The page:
Ash Dieback Event

An upcoming forestry event taking place in Northumberland is set to explore the key issues ash dieback poses for landowners with ash trees and woodlands.

The event, titled ‘Identifying, Assessing and Managing Ash Dieback’, is being hosted by the Forestry Commission-funded Northwoods Innovation Programme and will take place at Guyzance Estate near to Alnwick.

Aimed primarily at woodland owners, the event will be delivered in an on-the-ground format, with attendees able to walk through the estate’s woodland accompanied by expert speakers who will demonstrate the issues of ash dieback and provide effective management advice.

The event is free to attend, and will take place on Thursday 28th September, 15.30-18:00. For those interested in registering, they can do so using here.

For more information regarding the event, please contact:

The Ash Dieback event is being hosted by the Forestry Commission-funded Northwoods Innovation Programme in Northumberland on Thursday 28th September. Taking place at Guyzance Estate near to Alnwick, the event will be delivered by forestry experts who will take attendees into the woodland, explaining the issues of ash dieback and provide effective management advice.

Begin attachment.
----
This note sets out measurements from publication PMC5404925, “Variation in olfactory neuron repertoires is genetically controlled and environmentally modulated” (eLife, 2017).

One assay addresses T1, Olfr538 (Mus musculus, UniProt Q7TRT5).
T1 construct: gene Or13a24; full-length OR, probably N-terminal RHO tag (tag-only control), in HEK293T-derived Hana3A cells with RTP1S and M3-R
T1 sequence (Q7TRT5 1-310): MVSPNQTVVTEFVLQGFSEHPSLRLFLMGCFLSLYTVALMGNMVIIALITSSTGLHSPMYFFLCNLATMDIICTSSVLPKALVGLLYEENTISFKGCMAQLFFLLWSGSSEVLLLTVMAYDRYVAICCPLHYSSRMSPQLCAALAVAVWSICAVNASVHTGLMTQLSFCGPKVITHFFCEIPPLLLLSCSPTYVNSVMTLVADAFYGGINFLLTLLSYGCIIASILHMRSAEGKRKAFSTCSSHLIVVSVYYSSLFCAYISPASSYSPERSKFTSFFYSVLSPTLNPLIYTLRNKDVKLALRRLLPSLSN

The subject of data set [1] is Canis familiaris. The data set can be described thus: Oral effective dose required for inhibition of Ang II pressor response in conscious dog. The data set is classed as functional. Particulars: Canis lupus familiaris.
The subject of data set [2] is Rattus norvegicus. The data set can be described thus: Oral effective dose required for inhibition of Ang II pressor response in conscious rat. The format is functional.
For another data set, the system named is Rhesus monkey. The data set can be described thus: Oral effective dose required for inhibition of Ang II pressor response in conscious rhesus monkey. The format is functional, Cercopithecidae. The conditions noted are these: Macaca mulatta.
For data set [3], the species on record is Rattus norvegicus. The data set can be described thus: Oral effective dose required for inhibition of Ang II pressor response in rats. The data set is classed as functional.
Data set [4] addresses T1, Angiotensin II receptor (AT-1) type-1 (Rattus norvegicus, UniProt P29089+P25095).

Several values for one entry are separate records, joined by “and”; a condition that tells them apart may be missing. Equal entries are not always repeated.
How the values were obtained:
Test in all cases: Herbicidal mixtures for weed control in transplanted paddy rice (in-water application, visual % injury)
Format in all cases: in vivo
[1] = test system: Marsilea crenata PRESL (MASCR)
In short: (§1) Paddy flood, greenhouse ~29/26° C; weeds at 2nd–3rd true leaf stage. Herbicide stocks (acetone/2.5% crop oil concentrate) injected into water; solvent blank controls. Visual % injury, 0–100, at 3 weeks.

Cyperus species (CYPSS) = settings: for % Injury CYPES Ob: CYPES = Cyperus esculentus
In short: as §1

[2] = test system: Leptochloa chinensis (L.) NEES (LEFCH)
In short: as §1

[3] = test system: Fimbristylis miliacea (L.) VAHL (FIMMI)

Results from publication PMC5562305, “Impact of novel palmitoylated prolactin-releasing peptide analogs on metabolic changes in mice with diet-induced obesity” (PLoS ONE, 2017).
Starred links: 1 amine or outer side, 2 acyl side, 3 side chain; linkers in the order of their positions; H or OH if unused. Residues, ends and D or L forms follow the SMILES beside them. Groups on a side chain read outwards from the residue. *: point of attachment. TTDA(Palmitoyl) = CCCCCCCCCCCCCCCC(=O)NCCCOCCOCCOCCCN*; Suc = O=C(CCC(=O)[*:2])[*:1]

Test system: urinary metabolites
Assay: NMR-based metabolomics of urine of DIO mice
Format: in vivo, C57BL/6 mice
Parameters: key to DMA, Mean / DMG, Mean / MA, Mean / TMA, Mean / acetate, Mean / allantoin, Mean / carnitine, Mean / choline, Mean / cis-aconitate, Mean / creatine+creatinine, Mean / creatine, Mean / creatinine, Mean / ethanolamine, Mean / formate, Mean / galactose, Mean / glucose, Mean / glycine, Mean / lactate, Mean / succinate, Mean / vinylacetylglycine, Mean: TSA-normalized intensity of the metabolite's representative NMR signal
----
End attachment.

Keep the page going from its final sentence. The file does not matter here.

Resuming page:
About Ash Dieback

Ash dieback is a highly destructive disease of ash trees (Fraxinus species), especially the United Kingdom’s native ash species, common ash (Fraxinus excelsior). It is caused by a fungus named Hymenoscyphus fraxineus (H. fraxineus), which is of eastern Asian origin.

The disease is also known as ‘chalara’, ash dieback, and chalara dieback of ash. Calling it ‘chalara’ ash dieback helps to distinguish it from dieback on ash trees caused by other agents.

Chalara ash dieback has the potential to cause significant damage to the UK’s ash population, with implications for woodland biodiversity and ecology, and for the hardwood industries.

A number of growers across the UK produce ash for the timber market. Ash timber is strong, durable, flexible and attractive, with a wide range of practical and decorative uses such as tool handles, flooring, furniture, joinery and sports goods, such as rowing oars and hurley sticks. These industries might be forced to consider alternative materials if the disease causes a shortage of suitable ash timber.


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